An "engineer" would know this, as well as be able to say that 2000 ft lbs of pressure is not necessary, as the pressure is applied to the handle, which acts as a lever translating your linear force (pressure) into a rotational force (torque) at the pivot, as well as give the formula for the translation of that linear force into the pseudovector. But you failed, again.
The above post is a clear display of your lack of knowledge....

"Pressure" and "force" are different and are not interchangable.Pressure has no direction and hence is a scalar quanitity unlike the later which is a vector quantity.

Pressure is a function of area where it acts.

Try your luck harder next time you empty vessel.
 
Which is what he just said you thicky from Thicksville.
He calls pressure a linear force which is completely wrong.

You cannot use pressure in place of force or force in place of torque.

Torque is correlated to "work" and not force or pressure.
 
Pressure is the force applied perpendicular to the surface of an object per unit area over which that force is distributed.

Torque is a measure of how much a force acting on an object causes that object to rotate.

He calls pressure a linear force which is completely wrong.

You cannot use pressure in place of force or force in place of torque.

Torque is correlated to "work" and not force or pressure.
The bolded would be the operative bit in my sentence "the linear force you apply to the wrench." Are you saying that you applying pressure, or force perpendicular to the handle is not a basically linear motion? Or are you confusing measurements of force applied with actions? Again?

Pressure (force) and Torque (pseudovector work product of force) are both measured in ft lbs (which is Force per Unit Area). But if you were anywhere near professional engineering or science level you'd actually be using Pascals and Newton Metres to differentiate the two, so lessers don't get confused, and you wouldn't be the one looking as silly or confused as you now do.

Catch up wada wallah.
 
But if you were anywhere near professional engineering or science level you'd actually be using Pascals and Newton Metres to differentiate the two, so lessers don't get confused, and you wouldn't be the one looking as silly or confused as you now do.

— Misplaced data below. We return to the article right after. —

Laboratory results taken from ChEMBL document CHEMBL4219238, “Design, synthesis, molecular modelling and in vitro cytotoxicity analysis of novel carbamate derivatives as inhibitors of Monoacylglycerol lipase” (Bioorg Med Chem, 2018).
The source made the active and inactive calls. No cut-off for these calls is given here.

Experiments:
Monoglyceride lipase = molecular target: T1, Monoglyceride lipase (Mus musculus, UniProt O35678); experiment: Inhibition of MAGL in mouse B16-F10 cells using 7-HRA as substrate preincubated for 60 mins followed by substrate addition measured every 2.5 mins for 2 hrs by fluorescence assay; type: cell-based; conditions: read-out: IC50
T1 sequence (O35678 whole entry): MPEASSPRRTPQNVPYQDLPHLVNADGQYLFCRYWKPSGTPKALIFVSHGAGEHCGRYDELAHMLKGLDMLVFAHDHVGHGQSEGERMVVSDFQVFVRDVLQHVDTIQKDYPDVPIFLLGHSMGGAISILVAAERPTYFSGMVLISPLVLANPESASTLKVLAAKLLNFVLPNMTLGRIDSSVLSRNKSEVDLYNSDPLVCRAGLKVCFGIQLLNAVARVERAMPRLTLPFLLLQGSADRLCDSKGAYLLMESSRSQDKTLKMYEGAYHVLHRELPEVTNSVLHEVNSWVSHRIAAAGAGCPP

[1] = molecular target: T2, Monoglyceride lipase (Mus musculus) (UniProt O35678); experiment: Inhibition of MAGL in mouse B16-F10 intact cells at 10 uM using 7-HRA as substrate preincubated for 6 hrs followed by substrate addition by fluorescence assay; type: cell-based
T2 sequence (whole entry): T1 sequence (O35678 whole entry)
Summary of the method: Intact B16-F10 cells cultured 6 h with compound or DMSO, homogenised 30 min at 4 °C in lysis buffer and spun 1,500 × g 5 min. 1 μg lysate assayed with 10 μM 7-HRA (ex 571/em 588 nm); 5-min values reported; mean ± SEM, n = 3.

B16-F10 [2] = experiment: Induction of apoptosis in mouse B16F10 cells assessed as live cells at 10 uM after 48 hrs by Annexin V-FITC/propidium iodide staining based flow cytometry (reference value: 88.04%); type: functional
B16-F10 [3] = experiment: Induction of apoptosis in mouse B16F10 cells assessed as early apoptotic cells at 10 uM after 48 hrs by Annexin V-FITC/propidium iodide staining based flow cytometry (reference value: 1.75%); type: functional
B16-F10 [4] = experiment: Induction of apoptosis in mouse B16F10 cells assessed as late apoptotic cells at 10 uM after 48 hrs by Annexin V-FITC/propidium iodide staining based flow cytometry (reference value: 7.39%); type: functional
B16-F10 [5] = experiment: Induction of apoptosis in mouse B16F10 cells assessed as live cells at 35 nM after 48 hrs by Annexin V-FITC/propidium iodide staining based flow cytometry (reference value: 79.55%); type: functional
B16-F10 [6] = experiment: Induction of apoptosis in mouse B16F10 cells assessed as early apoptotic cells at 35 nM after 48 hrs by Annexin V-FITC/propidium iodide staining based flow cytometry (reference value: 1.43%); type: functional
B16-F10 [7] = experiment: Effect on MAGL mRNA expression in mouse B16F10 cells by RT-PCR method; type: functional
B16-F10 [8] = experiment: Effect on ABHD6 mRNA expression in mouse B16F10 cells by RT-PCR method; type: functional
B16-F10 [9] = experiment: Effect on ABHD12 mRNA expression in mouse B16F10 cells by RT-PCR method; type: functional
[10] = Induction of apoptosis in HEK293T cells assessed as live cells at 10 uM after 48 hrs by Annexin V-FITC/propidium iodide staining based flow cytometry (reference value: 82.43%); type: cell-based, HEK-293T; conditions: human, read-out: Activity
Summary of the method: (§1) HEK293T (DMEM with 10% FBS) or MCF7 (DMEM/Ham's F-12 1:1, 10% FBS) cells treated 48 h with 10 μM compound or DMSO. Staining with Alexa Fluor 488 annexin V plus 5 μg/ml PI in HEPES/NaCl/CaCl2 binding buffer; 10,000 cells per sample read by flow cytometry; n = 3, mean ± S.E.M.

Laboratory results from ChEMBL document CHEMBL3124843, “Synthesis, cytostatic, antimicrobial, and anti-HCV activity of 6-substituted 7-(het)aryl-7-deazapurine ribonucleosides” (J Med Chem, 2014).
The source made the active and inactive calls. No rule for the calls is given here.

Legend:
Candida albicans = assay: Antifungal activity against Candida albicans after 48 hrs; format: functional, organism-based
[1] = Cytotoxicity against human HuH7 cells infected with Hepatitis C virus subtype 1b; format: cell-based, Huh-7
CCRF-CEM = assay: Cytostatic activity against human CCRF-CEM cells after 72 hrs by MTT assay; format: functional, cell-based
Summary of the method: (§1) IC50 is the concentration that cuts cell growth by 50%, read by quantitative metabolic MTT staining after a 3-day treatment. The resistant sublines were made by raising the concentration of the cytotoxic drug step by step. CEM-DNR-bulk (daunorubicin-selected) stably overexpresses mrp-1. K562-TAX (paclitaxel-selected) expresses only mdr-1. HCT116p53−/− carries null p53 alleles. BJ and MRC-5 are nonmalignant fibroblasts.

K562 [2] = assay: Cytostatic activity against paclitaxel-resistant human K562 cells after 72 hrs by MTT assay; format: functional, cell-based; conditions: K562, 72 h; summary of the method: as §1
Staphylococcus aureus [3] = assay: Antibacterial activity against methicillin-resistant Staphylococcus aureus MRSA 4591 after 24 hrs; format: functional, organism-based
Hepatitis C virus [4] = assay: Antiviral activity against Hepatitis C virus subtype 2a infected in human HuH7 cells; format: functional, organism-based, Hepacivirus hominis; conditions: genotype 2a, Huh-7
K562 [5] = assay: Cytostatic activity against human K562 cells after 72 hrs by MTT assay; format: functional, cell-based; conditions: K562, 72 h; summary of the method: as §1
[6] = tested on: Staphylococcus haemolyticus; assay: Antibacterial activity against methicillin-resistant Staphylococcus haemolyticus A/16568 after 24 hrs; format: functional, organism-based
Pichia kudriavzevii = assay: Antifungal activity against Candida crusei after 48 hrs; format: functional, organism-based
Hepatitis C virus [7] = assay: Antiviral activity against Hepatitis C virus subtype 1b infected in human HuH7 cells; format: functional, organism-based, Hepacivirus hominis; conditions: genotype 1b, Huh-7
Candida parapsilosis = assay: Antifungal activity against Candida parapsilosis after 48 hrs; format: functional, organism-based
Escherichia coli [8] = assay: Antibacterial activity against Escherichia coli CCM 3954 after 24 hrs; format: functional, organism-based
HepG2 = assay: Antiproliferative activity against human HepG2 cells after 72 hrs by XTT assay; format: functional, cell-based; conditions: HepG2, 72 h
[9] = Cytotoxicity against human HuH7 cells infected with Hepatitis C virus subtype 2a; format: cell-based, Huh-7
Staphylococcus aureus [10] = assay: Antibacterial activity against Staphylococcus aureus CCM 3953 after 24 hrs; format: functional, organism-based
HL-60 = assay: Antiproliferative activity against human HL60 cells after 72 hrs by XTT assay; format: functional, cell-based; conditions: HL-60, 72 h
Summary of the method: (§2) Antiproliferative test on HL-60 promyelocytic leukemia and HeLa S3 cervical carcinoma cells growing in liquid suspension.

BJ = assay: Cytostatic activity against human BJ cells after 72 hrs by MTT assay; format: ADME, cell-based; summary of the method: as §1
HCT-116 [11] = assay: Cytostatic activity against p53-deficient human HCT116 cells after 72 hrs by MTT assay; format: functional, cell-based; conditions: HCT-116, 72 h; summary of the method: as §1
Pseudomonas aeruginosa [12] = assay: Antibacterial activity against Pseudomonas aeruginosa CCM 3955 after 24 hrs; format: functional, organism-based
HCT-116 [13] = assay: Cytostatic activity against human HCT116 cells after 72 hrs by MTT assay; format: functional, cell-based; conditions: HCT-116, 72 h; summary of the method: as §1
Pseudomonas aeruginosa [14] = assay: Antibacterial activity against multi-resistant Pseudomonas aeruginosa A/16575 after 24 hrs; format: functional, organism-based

Catch up wada wallah.
It's because his engineering qualifications were obtained by either buying them off of the internet, giving his Dean of Faculty blowies for grades, or simply by possessing a fertile imagination and talent for telling fibs.


Unlike mine, which were achieved through study at an accredited university offering an accredited course curriculum.
 
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Except that torque is rotational force.
Torque is a force which when applied causes angular displacement but a force applied resulting in a linear displacement is something else,that is why one cannot use force and torque interchangeably.
 
Pressure is the force applied perpendicular to the surface of an object per unit area over which that force is distributed.

Torque is a measure of how much a force acting on an object causes that object to rotate.



The bolded would be the operative bit in my sentence "the linear force you apply to the wrench." Are you saying that you applying pressure, or force perpendicular to the handle is not a basically linear motion? Or are you confusing measurements of force applied with actions? Again?

Pressure (force) and Torque (pseudovector work product of force) are both measured in ft lbs (which is Force per Unit Area). But if you were anywhere near professional engineering or science level you'd actually be using Pascals and Newton Metres to differentiate the two, so lessers don't get confused, and you wouldn't be the one looking as silly or confused as you now do.